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Monday, February 24, 2020

A short history of my political awakening . . .

This old codger (having begun my 78th year), officially retired for soon to be 11 years (but really “semi-retired” since turning 35 years young), has been ruminating on my life's journey (part of a book my daughter and I are writing - “Dad and St Francis: Inconsequential Memories“).  So, it has struck me to try and think through when “politics” came into my mind  ‐ it certainly wasn't a topic for discussion around the family dinner table (or any other family meal's table, for that matter).  Being from a lower middle class family, we were all struggling to make ends meet (my brother and I with paper routes and snow shoveling, my Dad with one full-time and one halftime jobs, and my Mom with a halftime job).

I guess it was when I was a Sophomore in high school, our Social Studies teacher (Mr. McDonough [Southwest High School, Mpls], 1958]) had a homework assignment for teams of two to choose two news magazines and critique their political stance - as a naive youngster, where to begin?

So, I remember going downtown on the streetcar to the old Minneapolis Public Library and doing some “research” only to be befuddled by the enormity of the task.  And, of course, our presentation was lackluster to say the least.

Then, there's my next youngest brother (two years younger then myself) and, until recently, a constant searcher for “the truth” (now a dyed-in-the-wool member of the Trumpistan universe).  Who, a couple summers after graduating from high school (1962), joined the U. S Marines (1964).  But after the first summer of boot camp in Quantico, and a trek out west to a Bible camp (Holden Village, Chelan, WA), and a growing disillusionment with the conduct of the Vietnam War (this really began for us both in 1965, after the philosophy professors at the University of Minnesota testified for the illegality of the war in front of the ROTC armory on campus and, later, the Vietnam War “teachins” at the University; Students for a Democratic Society [SDS] was now a candidate for truth), on the turn of a dime, drops out of college, and goes to Cuba in 1969 with the Venceremos Brigade (the FBI was calling our home at least once a week with the question [mostly answered by my mother] “Do you know where your son is?” ‐ Duh)!  He shook hands with Castro after the 10th Anniversary of the Cuban Revolution and linked up with Diana Johnstone, for a trip to Paris, meeting Madame Binh, at the peace talks being held there.  Somewhere in this timeline, he switched to the Socialist Worker's Party (SWP) and was involved for a number of years selling Monthly Review books across the United States.  Recently, I attended a reunion of old SWPers (myself not being one [I've voted Democratic since voting for JFK in 1960] but swept in on the coattails of my brother) at the Green Mill restaurant in Saint Paul, MN.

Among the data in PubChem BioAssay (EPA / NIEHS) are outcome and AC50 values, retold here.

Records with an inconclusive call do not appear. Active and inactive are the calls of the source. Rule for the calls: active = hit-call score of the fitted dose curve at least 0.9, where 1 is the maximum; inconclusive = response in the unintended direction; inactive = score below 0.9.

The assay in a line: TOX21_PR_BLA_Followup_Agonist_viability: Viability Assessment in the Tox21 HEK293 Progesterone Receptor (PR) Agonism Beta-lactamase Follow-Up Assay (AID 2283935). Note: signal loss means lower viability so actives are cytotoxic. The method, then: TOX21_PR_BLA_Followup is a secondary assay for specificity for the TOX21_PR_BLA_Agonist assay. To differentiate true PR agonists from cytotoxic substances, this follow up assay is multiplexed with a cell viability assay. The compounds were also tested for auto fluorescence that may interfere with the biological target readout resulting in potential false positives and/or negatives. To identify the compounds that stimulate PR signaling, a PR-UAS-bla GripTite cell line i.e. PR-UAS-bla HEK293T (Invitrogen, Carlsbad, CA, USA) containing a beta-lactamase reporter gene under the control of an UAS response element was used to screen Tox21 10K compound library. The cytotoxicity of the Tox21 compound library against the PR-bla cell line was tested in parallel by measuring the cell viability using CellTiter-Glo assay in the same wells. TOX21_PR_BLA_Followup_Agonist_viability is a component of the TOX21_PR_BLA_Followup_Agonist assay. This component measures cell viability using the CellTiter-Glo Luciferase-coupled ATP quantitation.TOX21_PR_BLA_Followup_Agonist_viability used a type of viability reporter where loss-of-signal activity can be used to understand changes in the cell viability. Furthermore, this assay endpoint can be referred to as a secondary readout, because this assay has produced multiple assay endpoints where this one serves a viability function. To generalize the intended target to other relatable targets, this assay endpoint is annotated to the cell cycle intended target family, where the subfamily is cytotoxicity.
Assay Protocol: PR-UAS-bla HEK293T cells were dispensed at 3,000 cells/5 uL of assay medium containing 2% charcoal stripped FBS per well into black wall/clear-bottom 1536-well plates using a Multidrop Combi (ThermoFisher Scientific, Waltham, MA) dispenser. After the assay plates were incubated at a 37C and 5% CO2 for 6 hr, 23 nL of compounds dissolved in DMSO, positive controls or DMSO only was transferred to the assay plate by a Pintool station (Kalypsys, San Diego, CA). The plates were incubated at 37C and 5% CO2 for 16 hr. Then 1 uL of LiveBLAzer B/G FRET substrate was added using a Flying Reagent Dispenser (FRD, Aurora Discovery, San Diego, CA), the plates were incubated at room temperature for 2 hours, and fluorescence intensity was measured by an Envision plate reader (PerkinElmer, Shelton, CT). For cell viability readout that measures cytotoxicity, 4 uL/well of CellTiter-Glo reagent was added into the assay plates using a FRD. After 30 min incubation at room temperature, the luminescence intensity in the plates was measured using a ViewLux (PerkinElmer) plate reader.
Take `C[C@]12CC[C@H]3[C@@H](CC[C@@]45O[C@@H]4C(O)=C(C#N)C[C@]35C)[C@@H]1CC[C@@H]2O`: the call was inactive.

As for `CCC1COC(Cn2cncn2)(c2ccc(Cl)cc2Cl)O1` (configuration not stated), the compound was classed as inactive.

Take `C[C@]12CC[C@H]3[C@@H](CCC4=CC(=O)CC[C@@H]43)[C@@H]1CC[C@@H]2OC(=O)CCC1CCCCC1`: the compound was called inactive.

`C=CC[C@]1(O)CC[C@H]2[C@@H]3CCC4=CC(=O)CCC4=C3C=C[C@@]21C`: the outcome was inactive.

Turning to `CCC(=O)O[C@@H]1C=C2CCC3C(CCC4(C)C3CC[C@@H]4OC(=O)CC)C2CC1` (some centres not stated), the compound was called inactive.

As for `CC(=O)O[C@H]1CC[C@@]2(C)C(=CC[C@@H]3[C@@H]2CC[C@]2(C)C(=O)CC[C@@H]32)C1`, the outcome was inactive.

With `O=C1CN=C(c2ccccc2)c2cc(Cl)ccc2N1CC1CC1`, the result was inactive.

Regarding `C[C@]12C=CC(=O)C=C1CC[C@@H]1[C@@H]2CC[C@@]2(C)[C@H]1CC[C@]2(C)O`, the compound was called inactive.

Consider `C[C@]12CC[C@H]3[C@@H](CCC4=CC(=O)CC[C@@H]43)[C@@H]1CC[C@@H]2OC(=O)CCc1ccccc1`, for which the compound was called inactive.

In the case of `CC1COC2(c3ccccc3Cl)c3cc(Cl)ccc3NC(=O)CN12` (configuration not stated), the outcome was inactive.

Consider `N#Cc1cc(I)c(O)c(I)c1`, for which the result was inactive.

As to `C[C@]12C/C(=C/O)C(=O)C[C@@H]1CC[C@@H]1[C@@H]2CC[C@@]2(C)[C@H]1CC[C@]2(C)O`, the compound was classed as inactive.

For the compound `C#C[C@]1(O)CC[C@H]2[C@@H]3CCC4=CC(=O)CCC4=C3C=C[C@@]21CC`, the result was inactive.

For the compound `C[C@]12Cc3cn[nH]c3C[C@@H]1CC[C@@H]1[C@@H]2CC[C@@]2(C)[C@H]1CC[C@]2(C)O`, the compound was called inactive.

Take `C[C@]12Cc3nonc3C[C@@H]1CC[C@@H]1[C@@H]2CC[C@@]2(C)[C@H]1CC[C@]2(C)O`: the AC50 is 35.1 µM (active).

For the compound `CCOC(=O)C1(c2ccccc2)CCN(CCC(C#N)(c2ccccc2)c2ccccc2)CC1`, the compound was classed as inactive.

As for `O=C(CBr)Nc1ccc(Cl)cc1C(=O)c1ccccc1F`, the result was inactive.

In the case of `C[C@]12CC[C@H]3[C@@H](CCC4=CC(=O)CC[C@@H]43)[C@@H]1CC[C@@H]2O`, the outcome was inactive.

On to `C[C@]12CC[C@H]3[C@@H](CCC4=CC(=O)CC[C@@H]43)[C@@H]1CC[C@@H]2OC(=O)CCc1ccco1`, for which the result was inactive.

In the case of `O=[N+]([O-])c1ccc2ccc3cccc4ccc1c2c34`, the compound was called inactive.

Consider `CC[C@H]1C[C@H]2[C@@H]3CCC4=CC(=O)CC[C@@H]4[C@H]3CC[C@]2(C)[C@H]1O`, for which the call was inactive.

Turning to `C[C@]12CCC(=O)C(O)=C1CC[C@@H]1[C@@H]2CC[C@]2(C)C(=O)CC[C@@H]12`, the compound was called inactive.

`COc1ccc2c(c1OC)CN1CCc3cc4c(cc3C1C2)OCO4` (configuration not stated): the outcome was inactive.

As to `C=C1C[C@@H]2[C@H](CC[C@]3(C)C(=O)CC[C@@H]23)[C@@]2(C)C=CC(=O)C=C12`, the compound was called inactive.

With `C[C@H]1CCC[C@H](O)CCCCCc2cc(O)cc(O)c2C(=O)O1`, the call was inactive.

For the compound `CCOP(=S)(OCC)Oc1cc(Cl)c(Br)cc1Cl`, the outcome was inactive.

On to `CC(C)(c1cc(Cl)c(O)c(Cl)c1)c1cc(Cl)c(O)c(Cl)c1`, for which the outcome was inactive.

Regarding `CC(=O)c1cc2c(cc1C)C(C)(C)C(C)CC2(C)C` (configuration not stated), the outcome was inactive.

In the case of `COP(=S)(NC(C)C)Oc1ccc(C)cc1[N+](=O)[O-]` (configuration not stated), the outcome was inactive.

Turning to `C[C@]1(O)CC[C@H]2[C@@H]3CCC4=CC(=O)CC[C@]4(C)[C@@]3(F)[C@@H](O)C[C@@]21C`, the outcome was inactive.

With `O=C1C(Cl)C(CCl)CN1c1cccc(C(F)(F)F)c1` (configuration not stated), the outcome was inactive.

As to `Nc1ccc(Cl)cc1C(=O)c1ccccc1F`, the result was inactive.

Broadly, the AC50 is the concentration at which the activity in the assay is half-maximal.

There was a succession of projects ‐ The Honeywell Project (he inside, ostensibly working for Honeywell; me outside testifying for alternatives to the Vietnam War, climbing over the fence at the Honeywell Corporate headquarters in Minneapolis, enjoying donuts from the Bouza Bakery [Bouza was the Chief of Police in Minneapolis and his wife was an ardent supporter of the Honeywell Project]) while being held in jail, The Burlington Northern Project, Project ELF, Citizens Against Trident-ELF (CATE) testifying for a saner alternative to Project ELF over in the Chequamegon-Nicolet National Forest near Clam Lake, Wisconsin, while living at the Dorea Peace Community, near Turtle Lake, WI, War Tax Resistance (until the IRS garnished my MSRS retirement account while I was employed by the University of Minnesota), managing the Catholic Worker Farm near St. Joseph, MN, etc.

Early on he suggested to me (a 15-16 year old to a 17-18 year old [we used to read to each other interesting articles that we found in the various volumes of the American People's Encyclopedia from our parent's bookcase]) that I read Paul Goodman's 1960 book “Growing Up? Absurd! Problems of Youth in the Organized Society” and that was the real beginning for me on the journey to what I call Conservative Christian Anarchism (in order to hide it's more “radical” [in the sense of going to the root {or “Root” cf. Isaiah 11:1-10}] foundation).  Indeed, there was a saving grace throughout in the example of the man Jesus (not the hocus-pocus stuff) but the care, concern, respect, ability to respond, knowledge, and provision shown in his relationship with others.

Now, on Medical Assistance with an Elderly Waiver, and fighting invasive squamous cell carcinoma ‐ I'm too old to be much of a fisherman (with reference to Morris West's 1963 book “In the Shoes of the Fisherman” [and the 1968 movie]).  But I keep thinking that I'm fishing the Blackfoot River.  “Alone, in the half-light of the canyon . . . and, the sound of the waters in the river . . . cut by the world's great flood, running over rocks from the basement of time.  On some of the rocks are timeless rain drops, under the rocks are the words, and some of the words are theirs.”

I guess I would have to say that the assembly of my memories are not that “inconsequential” being based on that line from the 1936 book length poem by Carl Sandburg “The People, Yes”:  “This old anvil laughs at many broken hammers.  There are [persons] who can't be bought.”